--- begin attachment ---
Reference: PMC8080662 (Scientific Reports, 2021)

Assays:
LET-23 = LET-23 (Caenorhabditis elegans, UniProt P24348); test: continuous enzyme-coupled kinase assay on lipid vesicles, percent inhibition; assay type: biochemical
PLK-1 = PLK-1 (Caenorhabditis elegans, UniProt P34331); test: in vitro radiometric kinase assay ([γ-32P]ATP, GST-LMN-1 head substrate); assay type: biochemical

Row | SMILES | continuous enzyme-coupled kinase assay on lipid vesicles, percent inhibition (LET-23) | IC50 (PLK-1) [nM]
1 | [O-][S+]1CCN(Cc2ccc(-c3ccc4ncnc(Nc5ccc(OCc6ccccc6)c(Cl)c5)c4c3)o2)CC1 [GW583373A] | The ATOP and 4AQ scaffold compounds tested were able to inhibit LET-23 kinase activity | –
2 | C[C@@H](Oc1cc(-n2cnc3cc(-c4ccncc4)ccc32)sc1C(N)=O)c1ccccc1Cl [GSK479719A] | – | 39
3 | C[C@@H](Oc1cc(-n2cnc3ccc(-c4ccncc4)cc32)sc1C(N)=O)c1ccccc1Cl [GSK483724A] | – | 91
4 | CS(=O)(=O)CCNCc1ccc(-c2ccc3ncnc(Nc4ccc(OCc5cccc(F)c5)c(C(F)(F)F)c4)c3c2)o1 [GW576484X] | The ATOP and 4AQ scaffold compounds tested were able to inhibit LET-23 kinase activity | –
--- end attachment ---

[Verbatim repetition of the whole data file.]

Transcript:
Reference: PMC8080662 (Scientific Reports, 2021)

Assays:
LET-23 = LET-23 (Caenorhabditis elegans, UniProt P24348); test: continuous enzyme-coupled kinase assay on lipid vesicles, percent inhibition; assay type: biochemical
PLK-1 = PLK-1 (Caenorhabditis elegans, UniProt P34331); test: in vitro radiometric kinase assay ([γ-32P]ATP, GST-LMN-1 head substrate); assay type: biochemical

Row | SMILES | continuous enzyme-coupled kinase assay on lipid vesicles, percent inhibition (LET-23) | IC50 (PLK-1) [nM]
1 | [O-][S+]1CCN(Cc2ccc(-c3ccc4ncnc(Nc5ccc(OCc6ccccc6)c(Cl)c5)c4c3)o2)CC1 [GW583373A] | The ATOP and 4AQ scaffold compounds tested were able to inhibit LET-23 kinase activity | –
2 | C[C@@H](Oc1cc(-n2cnc3cc(-c4ccncc4)ccc32)sc1C(N)=O)c1ccccc1Cl [GSK479719A] | – | 39
3 | C[C@@H](Oc1cc(-n2cnc3ccc(-c4ccncc4)cc32)sc1C(N)=O)c1ccccc1Cl [GSK483724A] | – | 91
4 | CS(=O)(=O)CCNCc1ccc(-c2ccc3ncnc(Nc4ccc(OCc5cccc(F)c5)c(C(F)(F)F)c4)c3c2)o1 [GW576484X] | The ATOP and 4AQ scaffold compounds tested were able to inhibit LET-23 kinase activity | –